Avant-Garde Realism in England: Coping with Contemporary Life
The Pre-Raphaelite Brotherhood (1848-1853)
Debuting in the revolutionary year of 1848 under the mysterious acronym “PRB,” the paintings showed a virtuoso demonstration of technical prowess in painting and bright colors patterned after the original “pre-Raphaelites” of the Early Renaissance. To borrow Erwin Panofsky’s description of the artists of the Northern Renaissance, the realism of the PRB was based upon a vision that was both “microscopic” and “macroscopic.” In other words, the artist saw through both a microscope and a telescope, perfect vision, both near and far: the world revealed in all its manifest detail. With the Pre-Raphaelites, the attention to detail was nothing short of obsessive. The labor-intensive painting practices were based upon a morality of work and diligent labor that gave their works an aura of the medieval, as was intended. Pre-Raphaelite art acted as a rebuke to the lazy habits of the academic artist who copied, not nature, but artistic conventions. The influential art writer, Lady Elizabeth Eastlake, called their academic practices “laborious idleness.” Although the PRB was rebellious against academic theories and practices, there were limits to the rebellion of these middle class men. The group resembled a boy’s club, for the men involved were quite young, and the women later associated with the PRB remained peripheral and played a larger role as models than as associates.
At mid-century, young English artists were prepared for the Royal Academy in a system called the “schools,” or preparatory schools, such as Sass’s Academy and Heatherley’s School of Art. But the Discourses of Sir Joshua Reynolds seemed less relevant to new artists, as a newly restive lower class demanded a voice in government and newly rich industrialists began to collect art. After the Reform Bill of 1832, the climate of English art changed and the shift away from ancient times and Renaissance models and towards a new interest in the great social and economic changes taking place in Britain. A group of young artists, some graduates of the “schools,” initiated a modern realism in England at the same time Gustave Courbet was preparing for his bold move to political realism. In 1848, the artists of Pre-Raphaelite Brotherhood established a style and content that was so successful and so beloved that the “realism” of this group lasted as an English tradition well into the twentieth century. The movement was complicated, combining vestiges of Neoclassicism, with careful drawing and historical content, and Romanticism, with a fascination with the Medieval past, and Realism, with a new emphasis on urban subject matter. However when the Pre-Raphaelites announced their arrival on the art scene, the approach was deliberately anti-academic, anti-classical, and self-consciously historicist, that is, painted in an archaic style not seen since the early Renaissance. The first PRB painting was probably that of Dante Gabriele Rossetti, The Girlhood of the Virgin Mary (1848-49). The artist (and poet) did not sign his name but inscribed instead the mysterious letters “PRB” in red paint. The rebellion against the Royal Academy had arrived, not at the Academy itself but at the Free Exhibition Society in London in March 1849. A year later the mysterious group showed at the Royal Academy Exhibition of 1850.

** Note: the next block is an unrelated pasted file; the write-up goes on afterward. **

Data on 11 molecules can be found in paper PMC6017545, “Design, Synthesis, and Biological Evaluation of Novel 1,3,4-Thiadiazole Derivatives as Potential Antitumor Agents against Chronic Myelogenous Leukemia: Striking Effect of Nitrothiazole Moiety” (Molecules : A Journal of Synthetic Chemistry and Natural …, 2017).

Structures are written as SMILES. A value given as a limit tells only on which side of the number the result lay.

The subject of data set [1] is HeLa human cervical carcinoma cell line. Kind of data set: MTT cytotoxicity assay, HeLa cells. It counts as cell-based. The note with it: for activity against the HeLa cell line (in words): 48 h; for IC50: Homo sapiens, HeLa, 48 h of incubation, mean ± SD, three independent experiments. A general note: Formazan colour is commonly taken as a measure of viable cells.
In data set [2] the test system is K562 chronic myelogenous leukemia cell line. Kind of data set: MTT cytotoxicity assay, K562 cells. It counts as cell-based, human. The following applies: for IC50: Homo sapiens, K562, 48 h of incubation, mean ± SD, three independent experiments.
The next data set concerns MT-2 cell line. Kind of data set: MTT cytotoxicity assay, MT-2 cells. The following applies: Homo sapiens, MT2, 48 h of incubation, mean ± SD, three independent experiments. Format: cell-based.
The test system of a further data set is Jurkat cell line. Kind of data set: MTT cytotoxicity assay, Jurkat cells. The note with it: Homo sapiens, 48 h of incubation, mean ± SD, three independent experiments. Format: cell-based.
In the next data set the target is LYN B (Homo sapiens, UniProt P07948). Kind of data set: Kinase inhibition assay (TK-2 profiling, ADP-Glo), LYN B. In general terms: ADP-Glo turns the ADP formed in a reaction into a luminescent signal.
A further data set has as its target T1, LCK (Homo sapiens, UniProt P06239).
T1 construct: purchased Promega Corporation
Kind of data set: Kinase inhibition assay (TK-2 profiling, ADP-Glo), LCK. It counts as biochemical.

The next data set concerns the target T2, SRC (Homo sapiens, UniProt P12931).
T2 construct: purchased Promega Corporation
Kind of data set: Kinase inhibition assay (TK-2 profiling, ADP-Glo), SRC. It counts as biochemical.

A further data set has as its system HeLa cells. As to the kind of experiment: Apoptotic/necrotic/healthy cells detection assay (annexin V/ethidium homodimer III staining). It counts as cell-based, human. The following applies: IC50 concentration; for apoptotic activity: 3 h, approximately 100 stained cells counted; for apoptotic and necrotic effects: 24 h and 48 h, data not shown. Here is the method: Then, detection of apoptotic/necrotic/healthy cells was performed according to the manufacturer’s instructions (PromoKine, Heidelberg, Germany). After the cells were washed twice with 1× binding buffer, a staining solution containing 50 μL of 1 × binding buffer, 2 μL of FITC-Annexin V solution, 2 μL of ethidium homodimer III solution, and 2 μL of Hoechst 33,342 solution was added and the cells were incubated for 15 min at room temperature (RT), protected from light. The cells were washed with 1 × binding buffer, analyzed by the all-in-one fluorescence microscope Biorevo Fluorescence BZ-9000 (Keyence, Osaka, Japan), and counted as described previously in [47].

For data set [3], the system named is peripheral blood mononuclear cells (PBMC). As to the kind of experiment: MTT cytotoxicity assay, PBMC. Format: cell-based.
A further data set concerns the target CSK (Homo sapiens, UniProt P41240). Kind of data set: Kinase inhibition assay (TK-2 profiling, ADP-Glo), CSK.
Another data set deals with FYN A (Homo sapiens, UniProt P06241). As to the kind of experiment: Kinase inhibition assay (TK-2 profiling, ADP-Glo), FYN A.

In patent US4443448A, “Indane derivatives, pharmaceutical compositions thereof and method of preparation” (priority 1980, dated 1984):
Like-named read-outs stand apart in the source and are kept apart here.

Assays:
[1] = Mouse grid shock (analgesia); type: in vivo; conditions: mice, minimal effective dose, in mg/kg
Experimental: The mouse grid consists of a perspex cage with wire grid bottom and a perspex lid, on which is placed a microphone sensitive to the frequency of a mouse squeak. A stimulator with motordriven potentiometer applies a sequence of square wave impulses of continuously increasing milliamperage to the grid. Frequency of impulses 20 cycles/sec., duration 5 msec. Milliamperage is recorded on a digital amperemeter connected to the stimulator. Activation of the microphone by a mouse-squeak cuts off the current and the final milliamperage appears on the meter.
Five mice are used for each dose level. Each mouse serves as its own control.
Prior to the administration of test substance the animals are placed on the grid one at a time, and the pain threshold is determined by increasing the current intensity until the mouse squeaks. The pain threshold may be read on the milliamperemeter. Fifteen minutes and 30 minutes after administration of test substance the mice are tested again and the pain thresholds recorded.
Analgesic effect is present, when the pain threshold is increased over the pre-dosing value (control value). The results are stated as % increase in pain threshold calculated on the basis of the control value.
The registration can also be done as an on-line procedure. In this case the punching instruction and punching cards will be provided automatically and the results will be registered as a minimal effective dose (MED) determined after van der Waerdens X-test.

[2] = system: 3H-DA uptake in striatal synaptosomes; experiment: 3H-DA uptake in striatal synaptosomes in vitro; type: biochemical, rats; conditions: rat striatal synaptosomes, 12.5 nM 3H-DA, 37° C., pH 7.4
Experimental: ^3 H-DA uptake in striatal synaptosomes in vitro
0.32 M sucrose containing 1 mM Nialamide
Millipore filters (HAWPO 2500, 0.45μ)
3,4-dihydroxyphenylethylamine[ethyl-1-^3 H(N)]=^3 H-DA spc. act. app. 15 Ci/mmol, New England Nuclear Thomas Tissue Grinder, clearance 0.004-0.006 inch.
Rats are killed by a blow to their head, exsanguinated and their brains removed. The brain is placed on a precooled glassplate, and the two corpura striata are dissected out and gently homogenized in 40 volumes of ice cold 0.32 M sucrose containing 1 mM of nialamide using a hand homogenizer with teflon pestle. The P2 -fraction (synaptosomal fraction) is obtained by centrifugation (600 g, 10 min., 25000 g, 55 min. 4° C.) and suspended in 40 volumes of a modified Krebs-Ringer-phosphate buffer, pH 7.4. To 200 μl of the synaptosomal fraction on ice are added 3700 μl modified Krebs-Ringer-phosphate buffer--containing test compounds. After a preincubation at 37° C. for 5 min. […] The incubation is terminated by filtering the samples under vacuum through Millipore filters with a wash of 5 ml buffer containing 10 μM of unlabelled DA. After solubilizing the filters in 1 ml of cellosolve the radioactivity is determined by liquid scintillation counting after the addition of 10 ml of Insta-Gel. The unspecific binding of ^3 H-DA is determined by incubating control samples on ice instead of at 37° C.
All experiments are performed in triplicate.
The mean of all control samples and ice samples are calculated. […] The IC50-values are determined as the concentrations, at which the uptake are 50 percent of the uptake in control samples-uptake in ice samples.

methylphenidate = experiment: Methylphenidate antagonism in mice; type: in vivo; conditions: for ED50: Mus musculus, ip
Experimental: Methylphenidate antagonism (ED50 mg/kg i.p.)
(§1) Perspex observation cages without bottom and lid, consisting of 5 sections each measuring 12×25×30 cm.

Art history has exorcised Pre-Raphaelites from the canon of correct art but the PRB was the first group to self-consciously declare themselves avant-garde artists. They issued a literary manifesto, published their own journal, The Germ, for four issues, opposed the kind of academic art that based upon Raphael, painted en plein air, and organized their own exhibitions three decades before the Impressionists. There were two main groups of artists associated with the PRB. The founding group, the “PRB,” was organized by Dante Gabriel Rossetti in 1848 and included John Millais, who entered the Royal Academy at the age of eleven, and William Holman Hunt. All members selected by Rossetti, this group included lesser known painters and writers, Michael Rossetti, James Collinson, Thomas Woolner, and Frederick George Stephens. Meeting for the first time in 1848 in the studio of Millais, the original group were inspired by the German Nazarene artists and determined that three elements were necessary for them to establish a new kind of art. First, they had to be a disciplined group, which, second, produced a distinct doctrine, disseminated, lastly, by their own journal. The idea of discipline and doctrine would have pleased Sir Joshua and the journal was designed to preempt the power of the art critics. However, the President would not have been pleased by the PRB’s refusal to take classical art as their model. Instead the Pre-Raphaelites rebuked the notion of “style” and formulas and looked to nature in a desire to retrieve a naïve vision. Clearly, in some aspects, the English idea of Realism was close to the French concept. Based upon science and a close study of nature, Realism in both nations sought to regain an innocent eye and to eliminate self-conscious style in favor of objective observation. Both the French and British Realists were part of a movement that was deliberately avant-garde and in rebellion against their respective academies. Both groups used realism, as approach and as content, to position their art to counter the stranglehold of the establishment. There were important divergences, however.